But in any recording contract, a breach can be argued under a Myrid (Ten Thousand) of instances, So the underlying contract should be closely scrutinized for potential cracks. The last and final tactic to in breaching a contract would be for an artist to just walk away from a contract and leave it up to the label to stop the artist from recording elsewhere. A situation like this would only occur when the contract that was signed by the artist is extremely unfair, and when there are several arguable points in the contract. An example of this technique that was successfully used involves Boston and Donna Summer.
Boston went ahead and signed a new contract with MCA with an ongoing contract still under agreement. Epic Records soon moved for an injunction, but the injunction was denied and MCA released his Album. The downside to these methods is in some case they can take a lot of time in court and some artist career only last a few years. To much time can set an artist career off course and out of the public’s eye. Labels knowing this often tend to stall and stretch out the process to end an artist Career. In recent news R&B singer/songwriter/producer Sensation R.
Kelly has filed a $75 million dollar breach of contract lawsuit against rapper Jay-Z. R. Kelly is charging Jay-Z with using violence to force Kelly off of the tour. Kelly is asking for a rumored $15 mil. in compensatory damages and $60 mil. In punitive damages. He states that Jay-Ztried to ruin him by giving him bad Lighting at some shows and when that didn’t work that is when he sent someone to pepper spray him in the eyes. He feels that with him receiving 60 percent of the first $15 mil. To Jay-Z 40 percent that there was some jealousy brewing.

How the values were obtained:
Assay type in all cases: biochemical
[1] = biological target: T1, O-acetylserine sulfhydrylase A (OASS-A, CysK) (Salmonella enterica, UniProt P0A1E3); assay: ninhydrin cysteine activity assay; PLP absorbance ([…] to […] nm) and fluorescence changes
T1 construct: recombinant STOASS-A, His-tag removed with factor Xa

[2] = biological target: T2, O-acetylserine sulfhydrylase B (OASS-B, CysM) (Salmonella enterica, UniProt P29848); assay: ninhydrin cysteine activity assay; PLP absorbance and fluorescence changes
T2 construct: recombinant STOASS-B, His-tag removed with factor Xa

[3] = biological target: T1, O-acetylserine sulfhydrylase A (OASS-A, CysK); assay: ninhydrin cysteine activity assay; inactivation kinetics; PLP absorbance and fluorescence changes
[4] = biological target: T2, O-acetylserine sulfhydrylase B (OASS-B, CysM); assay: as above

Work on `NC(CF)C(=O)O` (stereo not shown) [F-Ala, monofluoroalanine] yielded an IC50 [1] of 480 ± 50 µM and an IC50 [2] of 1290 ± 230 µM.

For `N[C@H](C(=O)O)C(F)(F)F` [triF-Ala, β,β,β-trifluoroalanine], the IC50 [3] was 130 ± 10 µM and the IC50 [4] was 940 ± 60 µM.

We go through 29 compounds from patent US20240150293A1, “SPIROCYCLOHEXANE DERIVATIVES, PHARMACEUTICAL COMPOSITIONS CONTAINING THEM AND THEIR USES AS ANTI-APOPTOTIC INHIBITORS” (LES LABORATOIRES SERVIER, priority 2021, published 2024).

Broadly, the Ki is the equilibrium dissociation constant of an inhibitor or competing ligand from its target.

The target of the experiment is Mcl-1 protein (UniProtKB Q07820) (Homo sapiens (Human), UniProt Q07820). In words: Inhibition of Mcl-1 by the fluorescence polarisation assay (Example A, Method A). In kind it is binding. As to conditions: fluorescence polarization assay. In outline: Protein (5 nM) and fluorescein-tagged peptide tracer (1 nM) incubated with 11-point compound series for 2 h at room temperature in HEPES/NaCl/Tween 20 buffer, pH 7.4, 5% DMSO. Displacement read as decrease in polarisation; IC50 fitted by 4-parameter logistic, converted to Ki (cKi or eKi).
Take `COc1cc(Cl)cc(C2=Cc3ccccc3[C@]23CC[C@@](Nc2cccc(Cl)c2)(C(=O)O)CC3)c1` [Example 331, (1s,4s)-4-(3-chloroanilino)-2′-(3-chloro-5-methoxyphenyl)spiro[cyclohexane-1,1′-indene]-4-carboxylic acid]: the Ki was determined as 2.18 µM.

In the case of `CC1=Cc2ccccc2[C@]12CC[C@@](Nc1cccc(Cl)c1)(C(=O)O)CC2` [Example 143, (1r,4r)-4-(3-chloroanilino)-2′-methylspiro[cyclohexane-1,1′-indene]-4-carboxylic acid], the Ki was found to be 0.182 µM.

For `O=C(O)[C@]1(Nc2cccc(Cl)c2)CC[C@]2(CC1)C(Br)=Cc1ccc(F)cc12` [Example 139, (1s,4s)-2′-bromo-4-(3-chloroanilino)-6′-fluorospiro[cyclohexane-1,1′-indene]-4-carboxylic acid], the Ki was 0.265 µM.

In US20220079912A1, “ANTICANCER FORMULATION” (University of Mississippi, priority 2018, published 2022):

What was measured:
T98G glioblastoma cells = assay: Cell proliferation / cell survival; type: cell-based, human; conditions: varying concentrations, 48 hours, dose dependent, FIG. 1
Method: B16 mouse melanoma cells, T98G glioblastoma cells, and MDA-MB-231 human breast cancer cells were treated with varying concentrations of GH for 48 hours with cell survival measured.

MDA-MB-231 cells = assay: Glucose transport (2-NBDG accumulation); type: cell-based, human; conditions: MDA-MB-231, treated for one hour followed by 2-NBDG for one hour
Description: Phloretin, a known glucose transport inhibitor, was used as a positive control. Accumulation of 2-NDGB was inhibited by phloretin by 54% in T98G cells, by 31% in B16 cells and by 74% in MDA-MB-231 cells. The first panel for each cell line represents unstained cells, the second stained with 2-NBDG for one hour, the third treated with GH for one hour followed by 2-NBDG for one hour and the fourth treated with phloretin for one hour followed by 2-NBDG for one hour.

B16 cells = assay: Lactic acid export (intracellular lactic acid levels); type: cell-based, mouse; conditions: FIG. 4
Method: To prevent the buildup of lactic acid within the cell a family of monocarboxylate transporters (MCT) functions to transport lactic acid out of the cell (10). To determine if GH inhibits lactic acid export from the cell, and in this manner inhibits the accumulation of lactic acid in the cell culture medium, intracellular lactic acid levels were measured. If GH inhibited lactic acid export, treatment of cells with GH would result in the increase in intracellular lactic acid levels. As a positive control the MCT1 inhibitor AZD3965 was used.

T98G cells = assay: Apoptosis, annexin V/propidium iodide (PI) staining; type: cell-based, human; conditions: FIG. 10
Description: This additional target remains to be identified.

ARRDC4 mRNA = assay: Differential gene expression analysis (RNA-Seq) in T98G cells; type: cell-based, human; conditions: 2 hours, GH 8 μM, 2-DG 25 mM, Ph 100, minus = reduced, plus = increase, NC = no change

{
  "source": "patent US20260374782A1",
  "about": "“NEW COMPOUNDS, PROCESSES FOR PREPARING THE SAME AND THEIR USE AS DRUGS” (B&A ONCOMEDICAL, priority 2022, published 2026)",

With the tension high behind the scenes between the two, the tour was turned into a legal nightmare on behalf of the promoter, artist and the court system. There are many ways in which a breach of contract can occur but, there are many ways in which contracts can legally be broken. As seen in the Contract connected to this Term Paper, There are many agreements that must be seriously looked over and also fulfilled by the artist and the label. There issued that maybe a problem in later years to come such as Term, Delivery, Royalty payments, and many more issues. But the believe it or not Breaking out of a contract is not that easy.